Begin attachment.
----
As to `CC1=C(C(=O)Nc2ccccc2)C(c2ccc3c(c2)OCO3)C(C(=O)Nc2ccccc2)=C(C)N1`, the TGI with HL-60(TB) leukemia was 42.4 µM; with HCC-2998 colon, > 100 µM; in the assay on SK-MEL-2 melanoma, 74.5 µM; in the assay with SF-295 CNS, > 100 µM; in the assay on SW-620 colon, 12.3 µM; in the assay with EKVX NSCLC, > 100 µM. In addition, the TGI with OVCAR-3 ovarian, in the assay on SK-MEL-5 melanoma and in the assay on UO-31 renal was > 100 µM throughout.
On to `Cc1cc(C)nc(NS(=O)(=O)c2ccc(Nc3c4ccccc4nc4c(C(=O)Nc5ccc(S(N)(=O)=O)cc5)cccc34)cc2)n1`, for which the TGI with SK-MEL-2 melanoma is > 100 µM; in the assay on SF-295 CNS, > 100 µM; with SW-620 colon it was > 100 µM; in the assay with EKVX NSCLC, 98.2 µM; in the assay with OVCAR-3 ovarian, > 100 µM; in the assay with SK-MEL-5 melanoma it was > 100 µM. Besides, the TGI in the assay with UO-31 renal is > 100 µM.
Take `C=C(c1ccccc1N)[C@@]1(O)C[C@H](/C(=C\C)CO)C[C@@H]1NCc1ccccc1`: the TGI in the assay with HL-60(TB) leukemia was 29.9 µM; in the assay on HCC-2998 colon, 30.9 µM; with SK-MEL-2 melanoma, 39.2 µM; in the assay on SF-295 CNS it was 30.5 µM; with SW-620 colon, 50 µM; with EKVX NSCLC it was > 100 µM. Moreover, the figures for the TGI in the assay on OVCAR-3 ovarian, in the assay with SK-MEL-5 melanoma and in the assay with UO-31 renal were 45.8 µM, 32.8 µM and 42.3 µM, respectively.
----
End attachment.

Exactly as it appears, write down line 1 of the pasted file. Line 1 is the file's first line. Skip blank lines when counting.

As to `CC1=C(C(=O)Nc2ccccc2)C(c2ccc3c(c2)OCO3)C(C(=O)Nc2ccccc2)=C(C)N1`, the TGI with HL-60(TB) leukemia was 42.4 µM; with HCC-2998 colon, > 100 µM; in the assay on SK-MEL-2 melanoma, 74.5 µM; in the assay with SF-295 CNS, > 100 µM; in the assay on SW-620 colon, 12.3 µM; in the assay with EKVX NSCLC, > 100 µM. In addition, the TGI with OVCAR-3 ovarian, in the assay on SK-MEL-5 melanoma and in the assay on UO-31 renal was > 100 µM throughout.